In The Crease: Roll with Roloson?

Dwayne Roloson and the rest of the New York Islanders had a rough night on the job Monday, losing to the New York Rangers, their Manhattan-based rivals, by a final tally of 7-2. We in the fantasy world are not especially dismayed by one bad performance, though, and Roloson's play in the three games before Monday's earned him the NHL's first star for the week ending Sunday. With that wide spread of production, what can we expect from Roloson in the months ahead, and is he worth consideration for fantasy owners? As expected, the answer is a nuanced one.

Simply put, the three games before Monday's -- wins over the Montreal Canadiens, New Jersey Devils and Tampa Bay Lightning -- were statistically the best such stretch of Roloson's career since the 2005-06 season when play resumed after the work stoppage (although he did have two consecutive shutouts in the 2006-07 season while backstopping the Edmonton Oilers). Roloson posted a 0.98 goals-against average and a .972 save percentage in the three games, and given his ownership percentage in ESPN.com leagues (5.8 percent as of Tuesday), it's unlikely that many had the man activated to enjoy those results. That's not surprising, considering that the Isles have lost more than twice as many games as they've won this season, and from a pure statistical standpoint, Roloson hasn't been a superstar.

Before Monday night's game, the three standout games had pushed Roloson into only the top 15 for goals-against average (2.38) and save percentage (.920) on the season. After surrendering the seven goals to the Blueshirts, he has dropped out of the top 20 in both, pushing his ratios to 2.63 and .915, respectively. Should those rates hold up for the duration of the season, it will be a significant improvement over 2009-10, when he put up 3.00 and .907 numbers playing behind a similar Islanders team.

A factor working against Roloson is the Isles' continued reliance on a time-share in goal. This season, he's gotten the nod in 19 of 34 games, which is a 55.9 percent starting rate. The oft-injured Rick DiPietro has started most of the others, and Nathan Lawson was in the cage for one. This starting percentage is slightly behind Roloson's pace last season (59.8 percent) and well behind his 62-start campaign in 2008-09 for the Oil (75.6 percent). However, DiPietro's continued struggles with staying on the ice will help in this regard; he was taken off injured reserve and practiced Sunday, according to Newsday, but it's unclear when he'll make his next start.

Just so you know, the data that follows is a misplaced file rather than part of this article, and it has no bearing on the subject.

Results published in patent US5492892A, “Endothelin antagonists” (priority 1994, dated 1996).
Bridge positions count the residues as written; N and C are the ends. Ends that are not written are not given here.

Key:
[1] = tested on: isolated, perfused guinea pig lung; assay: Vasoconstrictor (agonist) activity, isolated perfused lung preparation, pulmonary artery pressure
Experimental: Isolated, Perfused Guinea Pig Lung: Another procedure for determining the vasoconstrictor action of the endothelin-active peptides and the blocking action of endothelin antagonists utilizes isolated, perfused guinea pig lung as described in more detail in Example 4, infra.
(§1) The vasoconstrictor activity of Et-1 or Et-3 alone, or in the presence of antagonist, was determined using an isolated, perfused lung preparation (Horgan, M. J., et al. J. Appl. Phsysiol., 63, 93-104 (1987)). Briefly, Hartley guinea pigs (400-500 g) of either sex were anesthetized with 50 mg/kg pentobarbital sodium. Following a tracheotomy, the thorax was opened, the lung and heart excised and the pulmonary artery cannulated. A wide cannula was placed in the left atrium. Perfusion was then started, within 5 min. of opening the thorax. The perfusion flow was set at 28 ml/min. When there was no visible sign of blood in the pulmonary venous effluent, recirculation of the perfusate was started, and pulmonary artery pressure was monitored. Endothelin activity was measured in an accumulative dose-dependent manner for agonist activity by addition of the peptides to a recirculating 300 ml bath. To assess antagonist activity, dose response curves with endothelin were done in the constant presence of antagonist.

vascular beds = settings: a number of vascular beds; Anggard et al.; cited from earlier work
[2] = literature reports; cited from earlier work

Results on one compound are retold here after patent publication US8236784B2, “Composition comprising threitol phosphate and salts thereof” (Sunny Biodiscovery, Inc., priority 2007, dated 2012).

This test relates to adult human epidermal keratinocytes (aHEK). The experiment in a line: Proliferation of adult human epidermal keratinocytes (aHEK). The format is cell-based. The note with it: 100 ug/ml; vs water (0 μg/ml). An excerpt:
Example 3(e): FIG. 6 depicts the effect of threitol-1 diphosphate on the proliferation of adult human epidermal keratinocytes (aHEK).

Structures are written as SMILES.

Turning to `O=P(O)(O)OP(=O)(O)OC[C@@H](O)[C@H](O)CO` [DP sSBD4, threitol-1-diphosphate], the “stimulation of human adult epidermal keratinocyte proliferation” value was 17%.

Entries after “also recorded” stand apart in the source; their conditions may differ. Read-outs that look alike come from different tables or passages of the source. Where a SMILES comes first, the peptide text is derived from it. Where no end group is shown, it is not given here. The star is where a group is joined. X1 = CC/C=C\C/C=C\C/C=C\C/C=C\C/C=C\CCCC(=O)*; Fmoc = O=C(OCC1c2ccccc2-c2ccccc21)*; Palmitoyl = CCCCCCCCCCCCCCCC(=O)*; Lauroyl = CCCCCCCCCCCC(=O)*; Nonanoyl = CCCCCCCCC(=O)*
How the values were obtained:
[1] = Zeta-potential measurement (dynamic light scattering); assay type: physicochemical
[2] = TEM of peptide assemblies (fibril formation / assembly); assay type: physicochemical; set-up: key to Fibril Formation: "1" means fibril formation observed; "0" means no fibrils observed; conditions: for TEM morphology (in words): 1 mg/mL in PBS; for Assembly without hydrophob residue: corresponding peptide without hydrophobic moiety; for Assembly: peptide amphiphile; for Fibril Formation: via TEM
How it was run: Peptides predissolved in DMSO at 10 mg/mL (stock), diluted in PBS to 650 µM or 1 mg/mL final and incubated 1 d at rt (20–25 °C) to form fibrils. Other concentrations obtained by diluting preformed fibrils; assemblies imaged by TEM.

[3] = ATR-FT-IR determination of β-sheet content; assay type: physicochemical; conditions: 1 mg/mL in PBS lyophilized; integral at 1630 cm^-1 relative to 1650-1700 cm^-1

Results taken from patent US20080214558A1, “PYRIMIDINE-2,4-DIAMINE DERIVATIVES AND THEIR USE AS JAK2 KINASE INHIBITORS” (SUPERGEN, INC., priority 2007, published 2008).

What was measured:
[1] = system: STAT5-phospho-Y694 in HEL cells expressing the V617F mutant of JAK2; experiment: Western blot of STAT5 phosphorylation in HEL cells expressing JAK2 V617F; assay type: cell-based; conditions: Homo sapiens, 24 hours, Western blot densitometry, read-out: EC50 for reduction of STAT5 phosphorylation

So, Roloson doesn't have great ratios, his team usually loses and he's in a near 50-50 time-share. Fantastic. Why should you still be reading? Well, at the risk of looking too far ahead, good things could be ahead for Roloson: namely, the potential for a trade to a contender in need of a stabilizing veteran presence in net for a playoff run. Scott Burnside of ESPN.com touched on this subject Monday, noting that Roloson could be an attractive option for a team like the Washington Capitals and would come at less than half the cap hit of fellow trade-chip goaltender Tomas Vokoun of the Florida Panthers. The Caps' struggles this season have been well-documented, but Roloson's stock would rise considerably with such a move. Consider: Semyon Varlamov and Michal Neuvirth have comparable ratios but are owned in more than 70 percent of ESPN.com leagues based on the belief that the Caps will start winning at a clip similar to 2009-10. It should be noted that the Caps have scored 114 goals this season compared to the Isles' 78, so this belief isn't unfounded.